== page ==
Through Positive Eyes

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Alcione Rio de JaneiroAlbany

We don’t know how we’re going to catch it, because it wasn’t made to catch on a pole, it was made to catch on people.

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I am Alcione Star, I am a resident of Nova Iguaçú, Rio de Janeiro. I am 56 years old and I am a carrier of HIV. I am positive. I have lived with this about 20 years, and today my life is wonderful, very serious, and wonderful.

I depended a lot on the street corner. I hustled at Praça Tiradentes, Augusto Severo, Lapa, Mendes Sá, Cinema Iris, Rua da Carioca, and it was in one of these environments that I was contaminated with this HIV virus. Who was the carrier of this disgrace, that I don’t know—if he is alive or not. We don’t know how we’re going to catch it, because it wasn’t made to catch on a pole, it was made to catch on people.

I don’t have anything against those who have or don’t have the disease. We are in this not because we want to but because of the design of destiny. I wouldn’t want to have it, but since I have it I am here so that I can say to those who don’t have it: protect yourselves, use a condom, use a rubber. Those who have it, continue to protect yourselves, take your antiviral medications, go to the doctor, use a good condom, and face life head on, through positive eyes.

I don’t live from working the streets anymore. I don’t disagree with those who do because they don’t do it because they want to, it’s because of necessity. I take all my medication at the right time. I go to the doctor every time the doctor recommends it. I want all to follow my example, no matter if you are a man, a prostitute, bisexual, or transsexual. Because here I am, standing without falling, lying down without sleeping.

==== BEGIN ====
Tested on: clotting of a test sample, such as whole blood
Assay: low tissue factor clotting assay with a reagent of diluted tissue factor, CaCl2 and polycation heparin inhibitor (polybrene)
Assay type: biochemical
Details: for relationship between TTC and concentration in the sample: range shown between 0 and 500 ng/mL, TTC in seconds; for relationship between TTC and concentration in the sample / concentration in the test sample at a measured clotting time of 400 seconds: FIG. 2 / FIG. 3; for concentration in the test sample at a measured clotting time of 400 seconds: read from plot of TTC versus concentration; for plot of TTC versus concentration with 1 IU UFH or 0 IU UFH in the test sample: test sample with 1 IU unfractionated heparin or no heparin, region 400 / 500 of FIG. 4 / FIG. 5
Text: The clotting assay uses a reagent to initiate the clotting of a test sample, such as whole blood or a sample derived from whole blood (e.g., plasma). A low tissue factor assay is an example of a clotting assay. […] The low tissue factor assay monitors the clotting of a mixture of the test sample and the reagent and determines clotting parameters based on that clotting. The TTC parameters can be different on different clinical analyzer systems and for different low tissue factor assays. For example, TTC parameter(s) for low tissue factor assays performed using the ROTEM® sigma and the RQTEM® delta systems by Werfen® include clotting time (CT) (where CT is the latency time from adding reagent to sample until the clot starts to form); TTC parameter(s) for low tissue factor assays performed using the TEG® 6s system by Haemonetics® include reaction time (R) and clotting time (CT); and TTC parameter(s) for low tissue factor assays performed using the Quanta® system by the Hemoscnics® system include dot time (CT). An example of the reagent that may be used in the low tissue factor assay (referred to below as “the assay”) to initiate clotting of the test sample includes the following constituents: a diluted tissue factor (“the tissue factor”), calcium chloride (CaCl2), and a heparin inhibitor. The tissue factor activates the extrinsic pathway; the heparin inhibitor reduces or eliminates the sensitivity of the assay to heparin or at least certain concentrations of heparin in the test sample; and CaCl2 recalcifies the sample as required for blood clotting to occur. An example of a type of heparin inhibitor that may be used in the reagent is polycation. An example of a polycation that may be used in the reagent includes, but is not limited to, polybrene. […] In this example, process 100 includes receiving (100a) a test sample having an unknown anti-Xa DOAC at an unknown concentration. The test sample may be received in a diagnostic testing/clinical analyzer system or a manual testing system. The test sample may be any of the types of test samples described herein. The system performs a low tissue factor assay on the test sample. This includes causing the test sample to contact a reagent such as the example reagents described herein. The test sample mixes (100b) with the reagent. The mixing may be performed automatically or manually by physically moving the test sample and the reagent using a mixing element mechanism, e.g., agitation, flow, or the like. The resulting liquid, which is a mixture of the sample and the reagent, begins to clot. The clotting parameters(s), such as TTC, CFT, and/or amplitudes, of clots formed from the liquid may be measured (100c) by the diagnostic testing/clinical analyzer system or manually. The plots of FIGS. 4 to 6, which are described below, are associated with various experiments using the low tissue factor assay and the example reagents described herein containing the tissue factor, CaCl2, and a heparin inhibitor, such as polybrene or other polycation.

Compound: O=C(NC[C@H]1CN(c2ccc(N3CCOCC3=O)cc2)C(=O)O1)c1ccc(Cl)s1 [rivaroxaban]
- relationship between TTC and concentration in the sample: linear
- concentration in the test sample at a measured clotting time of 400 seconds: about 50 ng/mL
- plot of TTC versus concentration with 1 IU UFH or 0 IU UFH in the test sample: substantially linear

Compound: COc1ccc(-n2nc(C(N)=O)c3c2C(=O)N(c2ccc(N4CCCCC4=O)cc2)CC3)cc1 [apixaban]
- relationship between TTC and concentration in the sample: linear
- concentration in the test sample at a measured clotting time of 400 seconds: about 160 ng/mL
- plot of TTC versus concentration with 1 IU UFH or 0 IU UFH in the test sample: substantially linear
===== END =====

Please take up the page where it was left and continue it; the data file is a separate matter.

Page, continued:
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Early this morning, on my way back from the bakery, a lad was at my house and, abusing my trust in him, he took my ID card and the camera that you gave me. It’s when we are horny that it happens. He came by my house on Saturday, just past midnight, when I was asleep. The doorbell rang; it was him. It was cold, I was alone and I wanted to fool around a bit. But how would I know I would go to buy some bread today and he would do this to me.

I am annoyed. No one likes being robbed, especially someone like me, who has never been disrespected by crooks. I’m hurting. I got kissed by the spider woman.

He is a rent boy; he is used to doing this kind of stuff. He stole my credit card once. I let it go. I did not think he would do it again. He took the camera but left the charger, that bastard!
Since I knew his name I went to the nearest police station as quickly as I could. I reported it, and was stomped by those crocodiles, the policemen.